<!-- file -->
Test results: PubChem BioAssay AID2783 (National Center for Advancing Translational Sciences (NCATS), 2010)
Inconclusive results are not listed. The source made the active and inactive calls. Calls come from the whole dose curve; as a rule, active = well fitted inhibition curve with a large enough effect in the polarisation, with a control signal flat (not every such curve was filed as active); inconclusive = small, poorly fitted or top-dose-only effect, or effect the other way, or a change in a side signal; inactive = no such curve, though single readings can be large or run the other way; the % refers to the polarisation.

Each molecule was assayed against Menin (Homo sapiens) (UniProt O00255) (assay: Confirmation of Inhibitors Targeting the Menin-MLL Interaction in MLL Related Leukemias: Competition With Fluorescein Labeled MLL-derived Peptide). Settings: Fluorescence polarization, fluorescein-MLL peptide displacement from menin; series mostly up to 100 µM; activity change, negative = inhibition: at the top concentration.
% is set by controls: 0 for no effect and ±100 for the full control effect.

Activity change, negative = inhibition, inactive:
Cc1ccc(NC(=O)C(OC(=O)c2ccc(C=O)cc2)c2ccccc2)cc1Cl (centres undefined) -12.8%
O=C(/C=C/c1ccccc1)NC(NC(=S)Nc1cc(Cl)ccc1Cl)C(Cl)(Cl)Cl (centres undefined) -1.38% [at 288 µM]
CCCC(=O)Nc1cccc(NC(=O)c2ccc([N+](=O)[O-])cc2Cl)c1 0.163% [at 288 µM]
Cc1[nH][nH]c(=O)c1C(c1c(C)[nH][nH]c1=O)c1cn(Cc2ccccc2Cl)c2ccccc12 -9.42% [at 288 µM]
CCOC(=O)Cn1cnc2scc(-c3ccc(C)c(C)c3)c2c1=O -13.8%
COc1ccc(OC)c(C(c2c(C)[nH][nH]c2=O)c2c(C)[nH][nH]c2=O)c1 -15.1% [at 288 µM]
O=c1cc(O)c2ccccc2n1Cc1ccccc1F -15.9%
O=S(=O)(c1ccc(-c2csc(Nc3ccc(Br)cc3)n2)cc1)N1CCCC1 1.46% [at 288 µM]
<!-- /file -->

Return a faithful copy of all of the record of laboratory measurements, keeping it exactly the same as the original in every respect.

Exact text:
Test results: PubChem BioAssay AID2783 (National Center for Advancing Translational Sciences (NCATS), 2010)
Inconclusive results are not listed. The source made the active and inactive calls. Calls come from the whole dose curve; as a rule, active = well fitted inhibition curve with a large enough effect in the polarisation, with a control signal flat (not every such curve was filed as active); inconclusive = small, poorly fitted or top-dose-only effect, or effect the other way, or a change in a side signal; inactive = no such curve, though single readings can be large or run the other way; the % refers to the polarisation.

Each molecule was assayed against Menin (Homo sapiens) (UniProt O00255) (assay: Confirmation of Inhibitors Targeting the Menin-MLL Interaction in MLL Related Leukemias: Competition With Fluorescein Labeled MLL-derived Peptide). Settings: Fluorescence polarization, fluorescein-MLL peptide displacement from menin; series mostly up to 100 µM; activity change, negative = inhibition: at the top concentration.
% is set by controls: 0 for no effect and ±100 for the full control effect.

Activity change, negative = inhibition, inactive:
Cc1ccc(NC(=O)C(OC(=O)c2ccc(C=O)cc2)c2ccccc2)cc1Cl (centres undefined) -12.8%
O=C(/C=C/c1ccccc1)NC(NC(=S)Nc1cc(Cl)ccc1Cl)C(Cl)(Cl)Cl (centres undefined) -1.38% [at 288 µM]
CCCC(=O)Nc1cccc(NC(=O)c2ccc([N+](=O)[O-])cc2Cl)c1 0.163% [at 288 µM]
Cc1[nH][nH]c(=O)c1C(c1c(C)[nH][nH]c1=O)c1cn(Cc2ccccc2Cl)c2ccccc12 -9.42% [at 288 µM]
CCOC(=O)Cn1cnc2scc(-c3ccc(C)c(C)c3)c2c1=O -13.8%
COc1ccc(OC)c(C(c2c(C)[nH][nH]c2=O)c2c(C)[nH][nH]c2=O)c1 -15.1% [at 288 µM]
O=c1cc(O)c2ccccc2n1Cc1ccccc1F -15.9%
O=S(=O)(c1ccc(-c2csc(Nc3ccc(Br)cc3)n2)cc1)N1CCCC1 1.46% [at 288 µM]